-Medical Check-Up. (Disclaimer: I am not your doctor and this is not medical advice. Please discuss your medical care with YOUR doctor.)
The exact causes are not yet known, but there is a great deal of evidence of autism comorbidity (overlap) with connective tissue disorders and the way the body processes certain vitamins. Get your vitamin levels checked and talk to your doctor about a general physical with extra attention paid to checking hypermobility, unnoticed tongue tie, b12 levels, cortisol, and anemia.
-Lived experience of autistic, ADHD, developmentally and physically disabled, and otherwise marginalized adults. The disability community has been doing the heavy lifting of advocating for accommodations for DECADES, and has knowledge and expertise that will help you. Listen to the established advocates, their successes and their barriers, and try to see how their experiences may intersect with yours.
Listening to the journeys of others and reading about the ways and the avenues through which people advocate, can open your eyes to things you didn’t even know you could address. Your child can get support and accommodations at school, and if you work, you are also entitled to certain supports. Would being allowed to wear noise-canceling headphones make being in the office more bearable? Does being allowed to wear sunglasses in the store make your migraine go away while you’re at work?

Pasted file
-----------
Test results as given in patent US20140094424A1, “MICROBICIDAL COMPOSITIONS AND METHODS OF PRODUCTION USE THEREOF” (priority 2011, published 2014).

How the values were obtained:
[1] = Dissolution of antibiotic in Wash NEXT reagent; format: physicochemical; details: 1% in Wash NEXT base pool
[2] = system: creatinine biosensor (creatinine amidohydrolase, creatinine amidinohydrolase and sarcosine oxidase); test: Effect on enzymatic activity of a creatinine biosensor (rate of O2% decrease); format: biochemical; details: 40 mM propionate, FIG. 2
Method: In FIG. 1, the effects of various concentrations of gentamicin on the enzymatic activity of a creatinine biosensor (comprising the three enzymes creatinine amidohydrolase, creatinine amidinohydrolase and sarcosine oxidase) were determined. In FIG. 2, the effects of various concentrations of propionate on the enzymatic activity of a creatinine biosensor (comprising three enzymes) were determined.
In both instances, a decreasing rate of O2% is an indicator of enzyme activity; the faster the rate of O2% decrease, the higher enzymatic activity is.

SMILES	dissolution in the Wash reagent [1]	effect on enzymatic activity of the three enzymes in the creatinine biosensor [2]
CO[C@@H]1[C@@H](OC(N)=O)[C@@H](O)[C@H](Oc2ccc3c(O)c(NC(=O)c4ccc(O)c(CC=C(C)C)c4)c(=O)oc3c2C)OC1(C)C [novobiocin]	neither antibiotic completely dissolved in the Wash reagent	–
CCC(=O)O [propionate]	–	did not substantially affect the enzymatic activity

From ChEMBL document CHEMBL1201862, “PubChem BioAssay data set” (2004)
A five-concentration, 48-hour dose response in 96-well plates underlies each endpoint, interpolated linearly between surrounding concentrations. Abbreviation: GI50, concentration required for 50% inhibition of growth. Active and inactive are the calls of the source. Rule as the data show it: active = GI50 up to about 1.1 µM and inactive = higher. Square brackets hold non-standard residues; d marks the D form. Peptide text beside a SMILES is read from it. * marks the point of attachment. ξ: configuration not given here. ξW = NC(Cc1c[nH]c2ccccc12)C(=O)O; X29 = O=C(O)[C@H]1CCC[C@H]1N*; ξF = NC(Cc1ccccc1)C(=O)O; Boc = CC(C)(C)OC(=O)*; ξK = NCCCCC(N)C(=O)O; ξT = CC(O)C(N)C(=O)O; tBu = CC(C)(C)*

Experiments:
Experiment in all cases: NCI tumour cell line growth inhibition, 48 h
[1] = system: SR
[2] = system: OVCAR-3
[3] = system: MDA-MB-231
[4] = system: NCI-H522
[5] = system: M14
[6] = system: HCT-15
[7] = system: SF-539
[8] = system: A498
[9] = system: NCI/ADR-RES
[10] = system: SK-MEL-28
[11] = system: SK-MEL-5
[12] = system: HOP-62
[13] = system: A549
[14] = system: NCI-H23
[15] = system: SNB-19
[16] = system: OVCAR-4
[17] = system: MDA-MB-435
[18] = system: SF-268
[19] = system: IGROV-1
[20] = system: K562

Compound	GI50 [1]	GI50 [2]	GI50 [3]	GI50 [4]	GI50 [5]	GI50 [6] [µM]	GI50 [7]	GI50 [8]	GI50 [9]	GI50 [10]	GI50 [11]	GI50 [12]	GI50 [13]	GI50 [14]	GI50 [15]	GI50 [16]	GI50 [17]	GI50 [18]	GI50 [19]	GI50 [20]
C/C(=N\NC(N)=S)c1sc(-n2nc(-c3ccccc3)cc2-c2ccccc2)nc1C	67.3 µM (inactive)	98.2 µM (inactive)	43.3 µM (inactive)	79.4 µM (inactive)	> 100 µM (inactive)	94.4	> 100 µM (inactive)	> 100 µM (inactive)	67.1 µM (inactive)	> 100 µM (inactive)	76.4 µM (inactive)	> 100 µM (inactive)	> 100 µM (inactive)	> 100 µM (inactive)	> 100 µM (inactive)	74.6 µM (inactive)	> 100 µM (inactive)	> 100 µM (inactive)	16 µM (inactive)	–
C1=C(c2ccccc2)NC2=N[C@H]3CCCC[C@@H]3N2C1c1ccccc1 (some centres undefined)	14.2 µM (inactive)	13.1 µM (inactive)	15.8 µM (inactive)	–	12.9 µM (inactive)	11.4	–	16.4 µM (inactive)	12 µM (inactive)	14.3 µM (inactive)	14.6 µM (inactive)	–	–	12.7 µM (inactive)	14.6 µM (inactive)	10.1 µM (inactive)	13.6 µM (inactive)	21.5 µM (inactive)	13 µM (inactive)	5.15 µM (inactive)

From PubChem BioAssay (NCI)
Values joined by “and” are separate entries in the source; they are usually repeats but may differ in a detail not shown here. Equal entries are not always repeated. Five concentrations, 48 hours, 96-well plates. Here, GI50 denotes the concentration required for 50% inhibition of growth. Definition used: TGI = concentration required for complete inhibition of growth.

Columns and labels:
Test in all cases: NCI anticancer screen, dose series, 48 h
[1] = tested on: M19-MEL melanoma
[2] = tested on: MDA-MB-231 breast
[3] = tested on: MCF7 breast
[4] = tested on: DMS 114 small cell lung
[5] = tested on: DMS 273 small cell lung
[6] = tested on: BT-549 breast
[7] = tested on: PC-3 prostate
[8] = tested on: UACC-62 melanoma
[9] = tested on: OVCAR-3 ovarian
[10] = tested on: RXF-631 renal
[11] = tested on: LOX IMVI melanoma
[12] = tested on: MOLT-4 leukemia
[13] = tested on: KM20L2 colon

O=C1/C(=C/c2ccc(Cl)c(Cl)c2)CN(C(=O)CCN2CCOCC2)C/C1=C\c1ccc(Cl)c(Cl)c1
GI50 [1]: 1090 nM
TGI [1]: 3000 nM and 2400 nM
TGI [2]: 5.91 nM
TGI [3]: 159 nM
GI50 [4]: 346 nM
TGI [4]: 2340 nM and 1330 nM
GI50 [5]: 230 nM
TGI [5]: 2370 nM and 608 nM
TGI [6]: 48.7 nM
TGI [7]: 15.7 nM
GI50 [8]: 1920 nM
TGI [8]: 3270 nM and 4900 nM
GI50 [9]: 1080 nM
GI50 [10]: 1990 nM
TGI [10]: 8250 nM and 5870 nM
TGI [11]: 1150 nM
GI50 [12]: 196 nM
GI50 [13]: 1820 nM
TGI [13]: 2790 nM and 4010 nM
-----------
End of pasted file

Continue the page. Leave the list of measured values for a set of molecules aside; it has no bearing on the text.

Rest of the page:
Learn the Language
When you start interacting with the Actually Autistic (it’s a hashtag, check it out on various social media) community, there is going to be a lot of discussion that you’ll feel is over your head. People have opinions on ABA, PCIT, AAC, PDA. Knowing what the heck people are talking about will make you feel a lot less lost - check out something like “The Neurodivergent Encyclopedia on My Soul Balm’s Blog” (you can Google it) to familiarize yourself with the endless abbreviations!
Apart from knowing the jargon, when you are listening to the experts or talking to others with lived experience it’s important to hear how they are describing experiences or feelings. Having the language to describe your own experiences is so empowering in letting you identify your quirks and explain them to others.
Some Basics and Metaphors
A lot of the common experiences that people will talk about are meltdowns, shutdowns, sensory overload, overstimulation, stimming, recharging, needing time and space to buffer, difficulty processing speech and speaking verbally, having a short fuse with your kids. All of these are normal parts of the ND (neurodivergent), specifically autistic, experience. So how do you know what’s what? And how do you explain it to the people around you, and why do you even need to??